Latest posts by Paul Chesser (see all)
- Like Apple, Amazon’s Wind Energy Power Claim is 100-Percent Myth - November 9, 2015
- Consumer Reports Rescinds Recommendation for Tesla’s Model S - October 31, 2015
- Electric Truck Company Looks Like Next Stimulus-Funded Bankruptcy - October 8, 2015
Cap-and-trade is said to be dead, and the general belief I’m hearing out of D.C. is that a national Renewable Electricity Standard (introduced in a bill co-sponsored by Democrat Sen. Jeff Bingaman of New Mexico and Republican Sen. Sam Brownback of Kansas — who is also the state’s Governor-elect) isn’t going to happen during a lame-duck session either.
But according to the Washington Times, Montana Democrat Sen. Max Baucus plans a last-gasp effort to get through a few more stimulus dollars for alternative energy schemers before the Senate makeup changes for the worse:
In one sign of the times for wind-energy boosters, Senate Finance Committee Chairman Max Baucus, Montana Democrat, announced late last week that he will push immediately to extend two programs for direct federal subsidies and manufacturing tax credits for solar, wind and other renewable energy industries before the lame-duck session of Congress adjourns at the end of the month.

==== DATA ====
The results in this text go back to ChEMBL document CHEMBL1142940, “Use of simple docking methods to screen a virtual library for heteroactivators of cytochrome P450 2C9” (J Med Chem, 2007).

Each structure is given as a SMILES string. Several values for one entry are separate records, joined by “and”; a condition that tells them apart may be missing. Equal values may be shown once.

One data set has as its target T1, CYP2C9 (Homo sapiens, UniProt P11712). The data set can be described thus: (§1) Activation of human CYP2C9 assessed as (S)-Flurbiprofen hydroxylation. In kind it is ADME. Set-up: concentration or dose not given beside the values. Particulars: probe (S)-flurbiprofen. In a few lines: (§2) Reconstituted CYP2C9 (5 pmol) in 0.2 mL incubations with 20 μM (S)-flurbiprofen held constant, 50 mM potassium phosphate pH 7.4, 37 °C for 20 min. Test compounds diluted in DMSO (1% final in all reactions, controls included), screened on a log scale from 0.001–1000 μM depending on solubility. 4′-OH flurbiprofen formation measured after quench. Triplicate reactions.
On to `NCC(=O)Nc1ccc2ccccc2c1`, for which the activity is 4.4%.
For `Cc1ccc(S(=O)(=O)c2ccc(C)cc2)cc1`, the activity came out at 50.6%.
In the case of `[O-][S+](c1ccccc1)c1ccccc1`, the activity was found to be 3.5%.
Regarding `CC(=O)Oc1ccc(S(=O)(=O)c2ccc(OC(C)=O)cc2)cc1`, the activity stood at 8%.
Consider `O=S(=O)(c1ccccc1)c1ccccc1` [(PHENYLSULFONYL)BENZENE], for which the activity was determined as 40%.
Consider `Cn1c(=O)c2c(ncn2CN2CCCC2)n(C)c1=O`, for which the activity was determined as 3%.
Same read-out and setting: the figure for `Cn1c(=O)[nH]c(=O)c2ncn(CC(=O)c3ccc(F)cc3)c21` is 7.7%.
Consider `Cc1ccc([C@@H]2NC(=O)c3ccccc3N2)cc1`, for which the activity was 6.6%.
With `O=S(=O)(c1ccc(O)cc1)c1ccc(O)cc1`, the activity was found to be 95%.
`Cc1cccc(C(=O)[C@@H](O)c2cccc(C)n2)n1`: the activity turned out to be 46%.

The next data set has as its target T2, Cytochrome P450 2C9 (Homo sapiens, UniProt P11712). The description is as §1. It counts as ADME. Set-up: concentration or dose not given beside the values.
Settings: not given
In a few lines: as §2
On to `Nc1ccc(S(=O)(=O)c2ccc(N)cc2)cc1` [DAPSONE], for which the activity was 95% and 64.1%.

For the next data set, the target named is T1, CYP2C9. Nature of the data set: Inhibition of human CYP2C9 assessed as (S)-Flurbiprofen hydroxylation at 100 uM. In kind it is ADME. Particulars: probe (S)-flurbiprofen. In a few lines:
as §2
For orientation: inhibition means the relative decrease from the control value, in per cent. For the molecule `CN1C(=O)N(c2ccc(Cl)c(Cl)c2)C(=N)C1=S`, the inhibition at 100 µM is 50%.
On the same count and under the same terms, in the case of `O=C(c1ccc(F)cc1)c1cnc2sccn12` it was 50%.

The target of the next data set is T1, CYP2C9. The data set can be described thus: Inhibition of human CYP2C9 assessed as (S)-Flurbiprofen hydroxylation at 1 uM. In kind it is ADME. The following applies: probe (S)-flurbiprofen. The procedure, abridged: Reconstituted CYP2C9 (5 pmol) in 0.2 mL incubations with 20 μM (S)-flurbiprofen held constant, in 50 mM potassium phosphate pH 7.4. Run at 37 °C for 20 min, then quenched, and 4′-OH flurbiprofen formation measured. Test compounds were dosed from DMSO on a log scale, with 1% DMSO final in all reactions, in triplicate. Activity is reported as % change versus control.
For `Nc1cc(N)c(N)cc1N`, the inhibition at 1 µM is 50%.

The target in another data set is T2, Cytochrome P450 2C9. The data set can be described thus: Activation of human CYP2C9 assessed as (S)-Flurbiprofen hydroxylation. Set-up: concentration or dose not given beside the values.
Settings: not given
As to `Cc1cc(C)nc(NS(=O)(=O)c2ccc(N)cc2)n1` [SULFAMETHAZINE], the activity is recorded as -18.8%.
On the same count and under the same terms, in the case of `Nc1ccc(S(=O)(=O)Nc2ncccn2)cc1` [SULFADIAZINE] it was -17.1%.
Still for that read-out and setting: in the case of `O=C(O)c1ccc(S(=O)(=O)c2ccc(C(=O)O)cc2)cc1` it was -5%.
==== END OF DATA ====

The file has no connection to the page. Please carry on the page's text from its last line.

Mr. Obama’s stimulus plan offered grants of up to 30 percent of construction costs to developers of wind farms, solar plants and other types of projects, an alternative to the traditional renewable-energy tax credit that has lost its attractiveness in the struggling economy.
Though many Republicans have supported renewable energy and the tax credits, they are mindful of the recent voter backlash about excessive government spending and th
e growing federal deficit. Key GOP lawmakers have expressed skepticism about Mr. Obama’s stimulus program in general and its “green jobs” component in particular.
“The government is running out of money,” Senate Minority Leader Mitch McConnell, Kentucky Republican, said last week. “Constituents asked for job growth … not for help to special-interest groups.”
If there isn’t enough opposition in the overall Senate, maybe South Carolina Republican Sen. Jim DeMint can muster his own blockade, as he promised.